This website does not use the angles of view provided by lens manufacturers, but calculates them automatically by the following formula: 114.6 * arctan (21.622 / CF * FL),

where:

CF – crop-factor of a sensor,
FL – focal length of a lens.

Mount

A lens mount is an interface — mechanical and often also electrical — between a camera body and a lens.

A lens mount may be a screw-threaded type, a bayonet-type, or a breech-lock type. Modern camera lens mounts are of the bayonet type, because the bayonet mechanism precisely aligns mechanical and electrical features between lens and body, unlike screw-threaded mounts.

Lens mounts of competing manufacturers (Canon, Nikon, Pentax, Sony etc.) are always incompatible. In addition to the mechanical and electrical interface variations, the flange focal distance from the lens mount to the film or sensor can also be different.

Lens construction

Lens construction – a specific arrangement of elements and groups that make up the optical design, including type and size of elements, type of used materials etc.

Element - an individual piece of glass which makes up one component of a photographic lens. Photographic lenses are nearly always built up of multiple such elements.

Group – a cemented together pieces of glass which form a single unit or an individual piece of glass. The advantage is that there is no glass-air surfaces between cemented together pieces of glass, which reduces reflections.

Flange focal distance

The flange focal distance (FFD), sometimes called the "flange back", is the distance from the mechanical rear end surface of the lens mount to the focal plane.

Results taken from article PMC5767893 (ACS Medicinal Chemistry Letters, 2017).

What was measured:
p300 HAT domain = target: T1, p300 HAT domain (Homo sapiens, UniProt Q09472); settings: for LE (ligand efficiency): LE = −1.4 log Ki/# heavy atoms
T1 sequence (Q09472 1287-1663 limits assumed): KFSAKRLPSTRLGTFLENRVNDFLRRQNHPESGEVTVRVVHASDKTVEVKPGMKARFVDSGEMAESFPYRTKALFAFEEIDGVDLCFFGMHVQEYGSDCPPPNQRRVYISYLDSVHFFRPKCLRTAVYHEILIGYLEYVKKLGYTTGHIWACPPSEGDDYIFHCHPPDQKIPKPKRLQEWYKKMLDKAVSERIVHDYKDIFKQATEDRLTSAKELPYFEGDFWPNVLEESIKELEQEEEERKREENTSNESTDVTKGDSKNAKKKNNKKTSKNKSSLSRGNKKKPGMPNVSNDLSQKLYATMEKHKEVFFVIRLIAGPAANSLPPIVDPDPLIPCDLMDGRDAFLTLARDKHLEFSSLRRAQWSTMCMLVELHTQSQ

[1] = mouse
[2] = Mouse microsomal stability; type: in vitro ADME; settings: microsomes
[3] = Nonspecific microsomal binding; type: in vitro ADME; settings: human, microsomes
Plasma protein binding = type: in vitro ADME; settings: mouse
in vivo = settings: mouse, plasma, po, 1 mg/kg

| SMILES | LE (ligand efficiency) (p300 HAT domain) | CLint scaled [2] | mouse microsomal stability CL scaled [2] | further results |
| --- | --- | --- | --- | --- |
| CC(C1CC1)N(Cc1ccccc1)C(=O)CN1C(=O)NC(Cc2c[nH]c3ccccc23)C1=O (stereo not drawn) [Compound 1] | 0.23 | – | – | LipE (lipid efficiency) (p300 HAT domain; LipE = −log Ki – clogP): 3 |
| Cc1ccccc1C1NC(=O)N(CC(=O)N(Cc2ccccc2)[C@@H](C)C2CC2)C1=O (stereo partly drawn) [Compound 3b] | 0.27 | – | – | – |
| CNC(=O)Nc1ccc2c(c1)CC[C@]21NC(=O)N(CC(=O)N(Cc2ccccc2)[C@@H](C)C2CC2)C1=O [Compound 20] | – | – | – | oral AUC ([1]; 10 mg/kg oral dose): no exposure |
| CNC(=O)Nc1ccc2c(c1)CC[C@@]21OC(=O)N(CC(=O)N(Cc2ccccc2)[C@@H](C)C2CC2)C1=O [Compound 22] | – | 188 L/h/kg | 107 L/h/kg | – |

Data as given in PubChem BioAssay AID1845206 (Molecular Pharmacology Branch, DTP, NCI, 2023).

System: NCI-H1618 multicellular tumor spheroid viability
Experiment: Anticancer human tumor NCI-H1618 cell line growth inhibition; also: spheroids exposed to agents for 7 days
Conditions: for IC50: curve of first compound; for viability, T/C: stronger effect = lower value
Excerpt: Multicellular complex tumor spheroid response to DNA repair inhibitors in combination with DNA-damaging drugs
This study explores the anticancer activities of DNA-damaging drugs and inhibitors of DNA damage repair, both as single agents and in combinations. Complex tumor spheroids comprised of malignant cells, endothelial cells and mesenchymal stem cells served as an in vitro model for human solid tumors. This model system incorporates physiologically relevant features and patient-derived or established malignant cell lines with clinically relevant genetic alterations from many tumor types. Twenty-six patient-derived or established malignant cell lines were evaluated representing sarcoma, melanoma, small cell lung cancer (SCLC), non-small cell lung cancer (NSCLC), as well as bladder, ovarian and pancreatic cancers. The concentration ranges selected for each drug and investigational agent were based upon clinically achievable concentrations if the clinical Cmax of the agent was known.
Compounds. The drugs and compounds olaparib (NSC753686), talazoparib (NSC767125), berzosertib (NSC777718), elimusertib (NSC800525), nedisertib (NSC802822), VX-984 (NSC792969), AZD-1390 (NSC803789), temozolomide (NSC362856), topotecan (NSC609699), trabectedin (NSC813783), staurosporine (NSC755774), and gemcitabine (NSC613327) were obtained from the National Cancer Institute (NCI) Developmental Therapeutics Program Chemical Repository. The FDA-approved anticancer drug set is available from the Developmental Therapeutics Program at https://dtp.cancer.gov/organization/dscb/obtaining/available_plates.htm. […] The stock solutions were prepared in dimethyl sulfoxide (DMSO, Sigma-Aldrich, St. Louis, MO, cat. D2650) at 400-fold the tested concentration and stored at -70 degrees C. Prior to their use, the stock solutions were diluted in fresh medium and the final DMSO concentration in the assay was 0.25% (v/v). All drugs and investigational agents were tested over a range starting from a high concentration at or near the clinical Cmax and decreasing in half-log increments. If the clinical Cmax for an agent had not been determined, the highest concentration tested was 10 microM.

Focal length

The focal length is the factor that determines the size of the image reproduced on the focal plane, picture angle which covers the area of the subject to be photographed, depth of field, etc.

Speed

The largest opening or stop at which a lens can be used is referred to as the speed of the lens. The larger the maximum aperture is, the faster the lens is considered to be. Lenses that offer a large maximum aperture are commonly referred to as fast lenses, and lenses with smaller maximum aperture are regarded as slow.

In low-light situations, having a wider maximum aperture means that you can shoot at a faster shutter speed or work at a lower ISO, or both.

Floating element system

Provides correction of aberrations and ensures constantly high image quality at the entire range of focusing distances from infinity down to the closest focusing distance. It is particularly effective for the correction of field curvature that tends to occur with large-aperture, wide-angle lenses when shooting at close ranges.

Closest focusing distance

The minimum distance from the focal plane (film or sensor) to the subject where the lens is still able to focus.

Closest working distance

The distance from the front edge of the lens to the subject at the maximum magnification.

Magnification ratio

Determines how large the subject will appear in the final image. For example, a magnification ratio of 1:1 means that the image of the subject formed on the film or sensor will be the same size as the subject in real life. For this reason, a 1:1 ratio is often called "life-size".

Manual focus override in autofocus mode

Allows to perform final focusing manually after the camera has locked the focus automatically. Note that you don't have to switch camera and/or lens to manual focus mode.